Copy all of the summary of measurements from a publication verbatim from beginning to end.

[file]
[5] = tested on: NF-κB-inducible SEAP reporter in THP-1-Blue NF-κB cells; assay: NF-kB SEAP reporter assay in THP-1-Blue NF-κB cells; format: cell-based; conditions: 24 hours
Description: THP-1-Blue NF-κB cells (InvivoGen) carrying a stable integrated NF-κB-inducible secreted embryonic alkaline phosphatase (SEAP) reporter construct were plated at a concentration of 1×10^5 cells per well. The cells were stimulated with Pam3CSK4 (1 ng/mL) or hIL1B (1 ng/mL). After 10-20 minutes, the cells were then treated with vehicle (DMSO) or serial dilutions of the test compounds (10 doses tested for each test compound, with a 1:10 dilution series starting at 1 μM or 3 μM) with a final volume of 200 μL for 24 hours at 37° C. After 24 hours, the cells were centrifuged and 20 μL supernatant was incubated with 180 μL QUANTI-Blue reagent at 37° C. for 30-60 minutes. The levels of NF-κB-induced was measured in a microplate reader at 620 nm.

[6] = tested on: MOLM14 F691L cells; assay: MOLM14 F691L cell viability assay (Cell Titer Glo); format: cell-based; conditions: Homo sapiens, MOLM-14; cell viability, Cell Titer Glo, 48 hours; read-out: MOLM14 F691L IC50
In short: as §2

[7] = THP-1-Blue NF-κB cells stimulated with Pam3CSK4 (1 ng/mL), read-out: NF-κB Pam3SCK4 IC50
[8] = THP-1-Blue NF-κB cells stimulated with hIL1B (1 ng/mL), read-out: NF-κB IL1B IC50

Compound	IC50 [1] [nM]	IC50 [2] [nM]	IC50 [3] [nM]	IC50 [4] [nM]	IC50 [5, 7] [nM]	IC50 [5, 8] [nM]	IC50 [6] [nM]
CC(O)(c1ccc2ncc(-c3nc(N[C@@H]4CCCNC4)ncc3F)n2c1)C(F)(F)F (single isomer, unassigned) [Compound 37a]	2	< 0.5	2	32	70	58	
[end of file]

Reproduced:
[5] = tested on: NF-κB-inducible SEAP reporter in THP-1-Blue NF-κB cells; assay: NF-kB SEAP reporter assay in THP-1-Blue NF-κB cells; format: cell-based; conditions: 24 hours
Description: THP-1-Blue NF-κB cells (InvivoGen) carrying a stable integrated NF-κB-inducible secreted embryonic alkaline phosphatase (SEAP) reporter construct were plated at a concentration of 1×10^5 cells per well. The cells were stimulated with Pam3CSK4 (1 ng/mL) or hIL1B (1 ng/mL). After 10-20 minutes, the cells were then treated with vehicle (DMSO) or serial dilutions of the test compounds (10 doses tested for each test compound, with a 1:10 dilution series starting at 1 μM or 3 μM) with a final volume of 200 μL for 24 hours at 37° C. After 24 hours, the cells were centrifuged and 20 μL supernatant was incubated with 180 μL QUANTI-Blue reagent at 37° C. for 30-60 minutes. The levels of NF-κB-induced was measured in a microplate reader at 620 nm.

[6] = tested on: MOLM14 F691L cells; assay: MOLM14 F691L cell viability assay (Cell Titer Glo); format: cell-based; conditions: Homo sapiens, MOLM-14; cell viability, Cell Titer Glo, 48 hours; read-out: MOLM14 F691L IC50
In short: as §2

[7] = THP-1-Blue NF-κB cells stimulated with Pam3CSK4 (1 ng/mL), read-out: NF-κB Pam3SCK4 IC50
[8] = THP-1-Blue NF-κB cells stimulated with hIL1B (1 ng/mL), read-out: NF-κB IL1B IC50

Compound	IC50 [1] [nM]	IC50 [2] [nM]	IC50 [3] [nM]	IC50 [4] [nM]	IC50 [5, 7] [nM]	IC50 [5, 8] [nM]	IC50 [6] [nM]
CC(O)(c1ccc2ncc(-c3nc(N[C@@H]4CCCNC4)ncc3F)n2c1)C(F)(F)F (single isomer, unassigned) [Compound 37a]	2	< 0.5	2	32	70	58	